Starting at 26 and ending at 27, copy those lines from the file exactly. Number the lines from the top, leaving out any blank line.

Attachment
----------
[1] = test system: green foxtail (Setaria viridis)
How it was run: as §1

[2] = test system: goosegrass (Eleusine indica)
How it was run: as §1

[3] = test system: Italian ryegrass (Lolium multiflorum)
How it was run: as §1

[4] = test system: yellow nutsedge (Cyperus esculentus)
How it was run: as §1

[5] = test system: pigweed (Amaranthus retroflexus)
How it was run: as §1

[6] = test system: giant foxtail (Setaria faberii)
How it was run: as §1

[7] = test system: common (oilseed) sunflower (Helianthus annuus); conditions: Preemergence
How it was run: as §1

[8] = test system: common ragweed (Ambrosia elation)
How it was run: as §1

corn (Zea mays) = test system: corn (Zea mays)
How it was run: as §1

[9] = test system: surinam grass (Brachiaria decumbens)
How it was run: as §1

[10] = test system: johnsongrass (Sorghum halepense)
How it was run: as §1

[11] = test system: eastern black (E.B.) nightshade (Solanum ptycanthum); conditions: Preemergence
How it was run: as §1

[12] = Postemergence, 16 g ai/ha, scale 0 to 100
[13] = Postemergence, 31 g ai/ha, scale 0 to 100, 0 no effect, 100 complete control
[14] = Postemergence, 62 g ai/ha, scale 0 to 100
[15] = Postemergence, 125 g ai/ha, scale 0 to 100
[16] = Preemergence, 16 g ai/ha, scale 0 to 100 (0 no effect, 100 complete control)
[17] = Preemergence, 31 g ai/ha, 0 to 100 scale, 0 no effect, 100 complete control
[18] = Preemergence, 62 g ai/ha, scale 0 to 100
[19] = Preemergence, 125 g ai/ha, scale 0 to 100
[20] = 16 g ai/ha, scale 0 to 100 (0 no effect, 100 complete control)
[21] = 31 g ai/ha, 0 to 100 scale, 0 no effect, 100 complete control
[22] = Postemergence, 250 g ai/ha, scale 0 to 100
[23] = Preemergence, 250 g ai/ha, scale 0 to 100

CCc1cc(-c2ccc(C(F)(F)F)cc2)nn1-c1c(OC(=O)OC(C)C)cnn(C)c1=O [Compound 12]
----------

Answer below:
[13] = Postemergence, 31 g ai/ha, scale 0 to 100, 0 no effect, 100 complete control
[14] = Postemergence, 62 g ai/ha, scale 0 to 100